Andrew Wilson, Editor
Founded in 1991, Chroma Technology (Bellows Falls, VT, USA; www.chroma.com) is one of the United States' largest manufacturers of precision optical filters. Within the company's 28,000 square foot facility, the company designs, manufactures, tests and sells optical filters for specialized imaging markets that include fluorescence microscopy and analysis, spectroscopy, astronomy and machine vision.
"While low-cost colored glass filters can improve contrast in some applications, they are less precise than interference filters that offer nanometer control over which wavelengths are transmitted. For this reason, Chroma Technology has focused its efforts on the design and manufacture of these higher performance filters," says Paul Millman, President of Chroma Technology.
"Chroma started making filters the way all companies made filters in the late 90's," says Millman, "as soft coated laminated assemblies with absorption glass. As our bio tech customers demanded higher throughput and more durable filters, and OEM customers wanted to move away from absorption (colored) glass for RoHS compliance, Chroma adapted and now primarily offers sputtered surface coatings free from absorption glass and epoxy. While some applications and customers still require the use of absorption glass, the percentage is lower each year as we can now fabricate coatings with some of the same benefits absorption glass offers, all within the structure of the thin film."
Today, Chroma Technology uses numerous sputtering machines to produce a range of long pass, short pass, band pass, and multi-band filters. To produce these filters, round or rectangular glass substrates are first placed in a jig and placed in a sputtering machine. Under computer control, a number of inorganic compounds are then sputtered onto the glass in precisely engineered layers.
After this process is complete, each of the filters must be characterized before it is shipped to the customer. To measure the light intensity as a function of the light source wavelength requires the use of a spectrophotometer. At Chroma Technology, a number of Cary 6000i spectrophotometers from Agilent Technologies (Santa Clara, CA, USA; www.agilent.com) are used to perform this task. By incorporating a number of different light sources and photo detectors, the instrument is capable of accurately characterizing optical materials across the 190-1800nm spectrum.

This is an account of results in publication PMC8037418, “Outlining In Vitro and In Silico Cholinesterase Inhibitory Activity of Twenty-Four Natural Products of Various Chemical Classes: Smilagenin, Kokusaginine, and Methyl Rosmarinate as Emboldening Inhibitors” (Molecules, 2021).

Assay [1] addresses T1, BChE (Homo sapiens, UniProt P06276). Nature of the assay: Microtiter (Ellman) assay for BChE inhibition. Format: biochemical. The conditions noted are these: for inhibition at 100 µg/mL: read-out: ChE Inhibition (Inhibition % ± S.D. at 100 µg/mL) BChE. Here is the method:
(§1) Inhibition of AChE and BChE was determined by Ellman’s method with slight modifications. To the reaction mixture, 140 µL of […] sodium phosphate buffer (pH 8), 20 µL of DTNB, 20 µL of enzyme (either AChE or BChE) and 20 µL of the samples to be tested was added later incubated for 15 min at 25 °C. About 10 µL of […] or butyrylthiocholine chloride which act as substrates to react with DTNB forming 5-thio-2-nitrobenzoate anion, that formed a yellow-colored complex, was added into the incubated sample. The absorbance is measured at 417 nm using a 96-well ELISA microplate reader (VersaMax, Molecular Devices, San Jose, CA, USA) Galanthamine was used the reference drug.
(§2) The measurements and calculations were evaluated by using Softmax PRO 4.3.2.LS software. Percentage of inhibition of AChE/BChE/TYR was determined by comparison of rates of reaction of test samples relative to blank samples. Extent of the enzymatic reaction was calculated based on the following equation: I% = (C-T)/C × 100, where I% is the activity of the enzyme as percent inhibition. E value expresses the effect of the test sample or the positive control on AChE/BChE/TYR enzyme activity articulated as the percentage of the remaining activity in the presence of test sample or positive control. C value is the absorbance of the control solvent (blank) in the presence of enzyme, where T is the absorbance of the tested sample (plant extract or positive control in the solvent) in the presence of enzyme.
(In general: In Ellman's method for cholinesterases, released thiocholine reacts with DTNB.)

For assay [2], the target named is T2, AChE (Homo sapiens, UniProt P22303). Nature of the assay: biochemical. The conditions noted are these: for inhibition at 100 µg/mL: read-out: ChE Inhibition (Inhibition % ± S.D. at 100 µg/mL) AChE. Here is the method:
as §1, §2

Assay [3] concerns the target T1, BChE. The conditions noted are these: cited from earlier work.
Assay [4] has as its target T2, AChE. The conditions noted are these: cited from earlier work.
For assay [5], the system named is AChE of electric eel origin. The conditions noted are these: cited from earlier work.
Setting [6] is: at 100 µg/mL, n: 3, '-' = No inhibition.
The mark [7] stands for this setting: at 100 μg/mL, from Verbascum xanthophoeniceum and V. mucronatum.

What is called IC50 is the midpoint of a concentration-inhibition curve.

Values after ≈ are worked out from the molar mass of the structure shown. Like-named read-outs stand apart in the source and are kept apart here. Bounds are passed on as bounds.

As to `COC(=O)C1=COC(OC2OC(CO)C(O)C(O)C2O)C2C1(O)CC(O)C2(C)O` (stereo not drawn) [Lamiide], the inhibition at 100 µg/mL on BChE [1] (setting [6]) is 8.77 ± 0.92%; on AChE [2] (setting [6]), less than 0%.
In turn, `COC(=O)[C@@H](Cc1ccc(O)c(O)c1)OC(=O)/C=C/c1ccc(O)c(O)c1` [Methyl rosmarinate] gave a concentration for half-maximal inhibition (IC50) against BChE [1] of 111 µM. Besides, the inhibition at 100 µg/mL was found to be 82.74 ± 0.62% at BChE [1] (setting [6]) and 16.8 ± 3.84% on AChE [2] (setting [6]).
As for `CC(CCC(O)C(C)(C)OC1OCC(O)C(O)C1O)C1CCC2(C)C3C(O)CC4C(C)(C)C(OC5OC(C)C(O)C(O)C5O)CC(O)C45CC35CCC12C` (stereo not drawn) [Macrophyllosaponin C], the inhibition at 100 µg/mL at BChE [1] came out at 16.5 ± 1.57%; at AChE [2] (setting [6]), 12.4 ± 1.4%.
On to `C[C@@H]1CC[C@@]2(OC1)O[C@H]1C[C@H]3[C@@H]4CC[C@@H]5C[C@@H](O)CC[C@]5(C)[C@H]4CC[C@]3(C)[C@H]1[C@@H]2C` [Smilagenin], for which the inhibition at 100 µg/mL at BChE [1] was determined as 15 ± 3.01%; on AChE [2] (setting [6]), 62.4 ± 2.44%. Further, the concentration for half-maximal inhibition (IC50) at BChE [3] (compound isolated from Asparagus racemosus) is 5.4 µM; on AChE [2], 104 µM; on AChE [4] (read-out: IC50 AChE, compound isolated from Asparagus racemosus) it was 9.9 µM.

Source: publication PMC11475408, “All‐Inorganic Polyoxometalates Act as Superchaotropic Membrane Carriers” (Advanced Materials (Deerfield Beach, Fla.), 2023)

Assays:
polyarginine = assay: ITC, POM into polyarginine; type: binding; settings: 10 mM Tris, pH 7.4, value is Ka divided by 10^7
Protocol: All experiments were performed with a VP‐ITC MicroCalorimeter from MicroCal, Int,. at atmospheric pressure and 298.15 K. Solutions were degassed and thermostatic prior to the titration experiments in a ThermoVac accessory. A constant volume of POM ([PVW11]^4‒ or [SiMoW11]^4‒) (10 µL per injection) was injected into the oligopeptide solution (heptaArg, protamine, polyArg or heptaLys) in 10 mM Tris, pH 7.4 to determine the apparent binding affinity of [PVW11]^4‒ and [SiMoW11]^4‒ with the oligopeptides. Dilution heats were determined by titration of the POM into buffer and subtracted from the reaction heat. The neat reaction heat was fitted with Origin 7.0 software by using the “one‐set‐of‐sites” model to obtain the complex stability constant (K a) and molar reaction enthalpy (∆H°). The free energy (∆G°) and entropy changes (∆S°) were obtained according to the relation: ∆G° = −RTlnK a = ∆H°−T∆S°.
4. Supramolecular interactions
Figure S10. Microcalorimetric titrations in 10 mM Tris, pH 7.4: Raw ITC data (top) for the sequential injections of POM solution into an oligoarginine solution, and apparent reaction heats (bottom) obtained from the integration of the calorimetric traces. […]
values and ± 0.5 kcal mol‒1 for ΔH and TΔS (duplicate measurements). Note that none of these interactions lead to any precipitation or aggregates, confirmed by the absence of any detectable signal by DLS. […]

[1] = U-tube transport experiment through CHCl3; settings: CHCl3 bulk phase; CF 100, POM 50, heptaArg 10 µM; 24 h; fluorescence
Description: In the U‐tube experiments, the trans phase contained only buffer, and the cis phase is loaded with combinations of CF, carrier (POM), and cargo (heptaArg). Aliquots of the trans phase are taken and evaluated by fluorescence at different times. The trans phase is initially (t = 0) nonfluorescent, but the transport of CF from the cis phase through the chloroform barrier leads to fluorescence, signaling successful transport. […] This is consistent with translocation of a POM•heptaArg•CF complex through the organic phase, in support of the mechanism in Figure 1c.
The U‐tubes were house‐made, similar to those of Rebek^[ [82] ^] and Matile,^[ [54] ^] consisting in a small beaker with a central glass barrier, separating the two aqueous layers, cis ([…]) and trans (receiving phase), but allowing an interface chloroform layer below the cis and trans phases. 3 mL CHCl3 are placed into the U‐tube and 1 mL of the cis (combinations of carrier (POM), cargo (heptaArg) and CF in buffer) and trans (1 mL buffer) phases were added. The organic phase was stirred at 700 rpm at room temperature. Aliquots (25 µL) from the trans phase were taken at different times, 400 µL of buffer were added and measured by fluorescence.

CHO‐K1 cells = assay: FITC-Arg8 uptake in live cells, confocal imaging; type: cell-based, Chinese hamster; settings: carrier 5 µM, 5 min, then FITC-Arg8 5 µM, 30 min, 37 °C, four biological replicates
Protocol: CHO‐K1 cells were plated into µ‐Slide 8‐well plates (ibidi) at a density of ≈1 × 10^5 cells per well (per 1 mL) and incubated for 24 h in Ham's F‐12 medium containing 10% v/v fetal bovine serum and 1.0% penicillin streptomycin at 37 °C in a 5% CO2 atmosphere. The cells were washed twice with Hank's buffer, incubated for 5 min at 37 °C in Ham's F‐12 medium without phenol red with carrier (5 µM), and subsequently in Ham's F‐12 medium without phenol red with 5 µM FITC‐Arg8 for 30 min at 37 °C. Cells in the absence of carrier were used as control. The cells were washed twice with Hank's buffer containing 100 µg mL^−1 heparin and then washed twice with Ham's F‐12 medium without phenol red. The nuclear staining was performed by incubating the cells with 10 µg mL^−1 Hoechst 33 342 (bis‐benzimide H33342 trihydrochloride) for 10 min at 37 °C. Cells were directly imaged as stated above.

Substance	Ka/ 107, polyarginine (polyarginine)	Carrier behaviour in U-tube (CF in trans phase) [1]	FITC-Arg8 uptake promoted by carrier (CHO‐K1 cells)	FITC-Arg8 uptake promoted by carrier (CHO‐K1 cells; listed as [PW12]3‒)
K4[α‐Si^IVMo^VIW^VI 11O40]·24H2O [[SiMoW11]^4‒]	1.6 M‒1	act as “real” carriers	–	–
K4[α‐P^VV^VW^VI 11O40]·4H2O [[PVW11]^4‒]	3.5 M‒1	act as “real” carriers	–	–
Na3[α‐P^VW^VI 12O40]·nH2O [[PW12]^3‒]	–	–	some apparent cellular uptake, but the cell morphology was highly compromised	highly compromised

Depending on the wavelength range selected and the accuracy required of the spectral trace, this characterization process can take several minutes, requiring an operator to manually load each individual filter into the spectrophotometer, running the diagnostic test, formulating the results and then repeating this procedure for each filter.
Since Chroma Technology manufactures thousands of filters every year, the company recognized that by automating this procedure such repetitive manual labor could be eliminated. Furthermore, this allows batches of filters to be inspected with no operator present, allowing testing to occur overnight.
This required a system capable of recognizing a number of different filter types, picking them from a tray, automatically loading them into the Cary 6000i spectrophotometer, characterizing the filter, picking them from the spectrophotometer and sorting them depending on the photometric results. To accomplish this task, Nicholas Day, Systems Engineer at Chroma Technology developed a system that couples a smart camera, off-the-shelf LED lighting, robot and robot controller with the Cary 6000i spectrophotometer (Figure 1).
"As filter batches are produced," says Day, "they are placed on a tray which is then mounted into the inspection system. As each batch of filters may vary in thickness, the operator first manually enters the type of filter, its size and type to be tested into the system's host PC. This ensures that once the picking process begins, the end-effector of the robot will pick the part at the correct height from the tray."